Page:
This is an intensely physical show, and it eventually degenerates in a long and highly entertaining Performance Art pieces. It involves flashlights, dog collars, and music by the Partridge family. I think they are deconstructing the Orange County Arts Commission Mission Statement. Eventually, Josh strips naked, revealing the largest pair of testicals I’ve ever seen on a human. An informal poll at the beer tent makes me think they’re real, and not silicone, but that’s just a guess. This is a loud, fast, funny performance, and even if you don’t get all the catty cultural references, laugh when everyone else does. It’s very metrosexual.

Tastes Like Chicken
By Jonathan Pereira
Turquoise Venue, Orlando Fringe Festival

So who do you hate? No, really. Personally, I can•t stand creepy panhandlers, SUV drivers, people who “aren•t quite right”, and the overtly religious. We’re all conditioned to say like we like Blacks, Whites, Spanish, or Gay, at least when pressed publicly, but that’s a lie. Everyone has had some bad interaction that they project onto the group as a whole, and we carry that very deeply inside us.

Chicagoan Jonathan Pereira takes these repressed memories and drags them to the surface, using a combination of story telling, surrealism, and messy props. At the open, he challenges us to guess his race, ethnic status, and sexual orientation, and after some minor costume changes, makes himself look different enough to reverse those first impressions. Building on the premise, he challenges our feeling on women with a low cost cardboard cutout of a Brazilian super model (I don’t objectify women!) and GI Joe saving a hijacked plane. He also can also make a very authentic sounding bong sound with just his lips.

As we progress, he tries to get the audience to say the word “nigger”, which is largely unsuccessful in the mostly white crowd. We do get through a few rounds of “honkey”, but today, the N word has replaced the F word as the unsayable sound that will send you to social hell, at least in my neighbor hood. The show is funny and intriguing, and holds up a somewhat uncomfortable mirror to the audience. We ended up in a post show discussion at the beer tent that night, and it’s true – I hate a lot more people than I freely admit, and only some of those emotions are even derived form actual experience. Not that I’m going to hang out with the people at the top of this article, but at least I can admit it to myself. I now feel I’ve been uplifted by this years Fringe. Thanks, guys! And thanks to all you other weirdoes running around.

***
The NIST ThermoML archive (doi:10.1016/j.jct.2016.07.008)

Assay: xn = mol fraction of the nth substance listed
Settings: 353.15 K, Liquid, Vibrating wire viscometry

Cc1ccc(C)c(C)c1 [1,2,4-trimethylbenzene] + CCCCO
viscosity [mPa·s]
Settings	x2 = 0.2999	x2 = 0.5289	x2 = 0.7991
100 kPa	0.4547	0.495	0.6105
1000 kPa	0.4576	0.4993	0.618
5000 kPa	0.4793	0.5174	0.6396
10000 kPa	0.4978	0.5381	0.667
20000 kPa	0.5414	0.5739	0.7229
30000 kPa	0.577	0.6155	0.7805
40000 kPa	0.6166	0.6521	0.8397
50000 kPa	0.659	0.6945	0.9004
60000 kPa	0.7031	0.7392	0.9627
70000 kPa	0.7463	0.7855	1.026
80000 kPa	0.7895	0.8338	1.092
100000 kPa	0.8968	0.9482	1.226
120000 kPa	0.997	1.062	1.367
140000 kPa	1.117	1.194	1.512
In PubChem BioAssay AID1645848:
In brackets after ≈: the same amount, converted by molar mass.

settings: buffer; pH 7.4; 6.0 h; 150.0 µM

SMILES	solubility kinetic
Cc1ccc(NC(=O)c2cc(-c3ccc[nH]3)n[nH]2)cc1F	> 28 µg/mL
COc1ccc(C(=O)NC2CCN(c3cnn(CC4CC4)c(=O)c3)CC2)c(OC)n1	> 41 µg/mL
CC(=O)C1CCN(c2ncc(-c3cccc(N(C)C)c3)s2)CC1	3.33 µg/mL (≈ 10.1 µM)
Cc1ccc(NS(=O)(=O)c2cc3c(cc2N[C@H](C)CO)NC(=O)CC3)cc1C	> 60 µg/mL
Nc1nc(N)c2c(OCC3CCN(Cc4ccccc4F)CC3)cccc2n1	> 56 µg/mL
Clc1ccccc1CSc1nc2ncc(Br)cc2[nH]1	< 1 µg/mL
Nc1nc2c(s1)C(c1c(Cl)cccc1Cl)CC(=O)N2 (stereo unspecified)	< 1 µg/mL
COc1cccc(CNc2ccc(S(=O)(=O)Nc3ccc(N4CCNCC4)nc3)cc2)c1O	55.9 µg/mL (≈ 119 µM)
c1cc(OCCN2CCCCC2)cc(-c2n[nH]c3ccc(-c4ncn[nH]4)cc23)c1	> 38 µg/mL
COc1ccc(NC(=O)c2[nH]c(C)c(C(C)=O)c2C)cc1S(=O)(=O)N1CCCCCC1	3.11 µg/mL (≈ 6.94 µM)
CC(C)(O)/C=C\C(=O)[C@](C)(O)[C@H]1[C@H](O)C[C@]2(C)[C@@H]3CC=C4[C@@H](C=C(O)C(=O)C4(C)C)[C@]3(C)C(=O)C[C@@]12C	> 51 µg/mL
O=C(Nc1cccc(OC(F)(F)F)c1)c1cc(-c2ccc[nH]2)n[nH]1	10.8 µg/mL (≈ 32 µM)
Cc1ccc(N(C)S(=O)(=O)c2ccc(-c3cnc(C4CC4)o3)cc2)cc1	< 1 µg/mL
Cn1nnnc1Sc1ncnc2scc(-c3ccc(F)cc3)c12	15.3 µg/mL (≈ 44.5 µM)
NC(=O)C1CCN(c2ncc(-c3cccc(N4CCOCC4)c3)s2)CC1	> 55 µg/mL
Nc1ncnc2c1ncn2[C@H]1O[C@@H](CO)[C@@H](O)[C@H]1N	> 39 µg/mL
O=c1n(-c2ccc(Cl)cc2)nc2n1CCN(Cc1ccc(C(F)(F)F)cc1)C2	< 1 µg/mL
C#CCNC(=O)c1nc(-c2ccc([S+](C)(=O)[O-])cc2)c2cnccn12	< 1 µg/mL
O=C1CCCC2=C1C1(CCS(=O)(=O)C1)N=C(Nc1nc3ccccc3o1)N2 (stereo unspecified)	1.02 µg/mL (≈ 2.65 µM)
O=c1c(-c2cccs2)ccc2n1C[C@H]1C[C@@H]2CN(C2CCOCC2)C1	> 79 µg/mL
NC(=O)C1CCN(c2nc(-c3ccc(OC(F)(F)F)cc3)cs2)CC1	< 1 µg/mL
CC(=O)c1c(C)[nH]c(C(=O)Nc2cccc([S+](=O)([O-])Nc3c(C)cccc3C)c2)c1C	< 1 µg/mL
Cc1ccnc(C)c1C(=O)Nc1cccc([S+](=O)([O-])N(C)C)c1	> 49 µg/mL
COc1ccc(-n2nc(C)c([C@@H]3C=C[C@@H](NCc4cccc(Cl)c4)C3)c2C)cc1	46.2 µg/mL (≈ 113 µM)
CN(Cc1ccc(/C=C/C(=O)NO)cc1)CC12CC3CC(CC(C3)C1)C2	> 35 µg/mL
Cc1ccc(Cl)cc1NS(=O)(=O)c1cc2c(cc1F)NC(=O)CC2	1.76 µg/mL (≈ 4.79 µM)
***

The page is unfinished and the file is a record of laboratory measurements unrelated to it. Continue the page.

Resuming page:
Intermission
By Steve Miller
Directed by Chris Jorie
Playwrights Roundtable
Blue Venue, Orlando Fringe Festival
<P.

Fringe wouldn’t be complete without a play about plays. This years offering examines a bond between a writer and a critic, both working in a small town. The Writer (David Lee Bass) has won a Humana Award (nice) and is on track for a Pulitzer (VERY nice). He’s suave, classy, and prone to make things up on the spot, which is a great skill for a writer. Opposite him is the local theater critic (Anne Hering), who is bossy, brassy, and smokes. It’s more than professional between them, they are in love, and The Critic pursues him in hopes of having a child. Bigger than any affection for him is her need to bear children, and he seems a perfect father to her. As we slide thought the show, a thin and ghostly Emma (Robyn Scrivner) narrates the story, and while the couple appear married and mad at each other, other realities may exist as well. Emma is torn between supporting The Writer, her father, while her mother, The Critic pulls another direction. By the end, we know what did and didn’t happen, even though I’m pretty sure he gets the Pulitzer.

A sharp and clever script comes to life with a top cast, making this one of the more intriguing intellectual exercises of the week. Miller’s carefully reveal reality starts you on one plausible path, only to transition to a completely different journey while never really addressing the gossipy question of Press vs. Stage ethics. Scrivener’s Emma is sexy and vulnerable, and absorbs and expresses the state of mind of both characters, a sort of one woman Greek chorus. It’s a family that might be, and might never be, and either resolution seems acceptable to someone. Although, I suspect a household where both people write fiction for a living might not be the calmest place to grow up, it should certainly be stimulating.

And the Moon And The Stars And The World
Written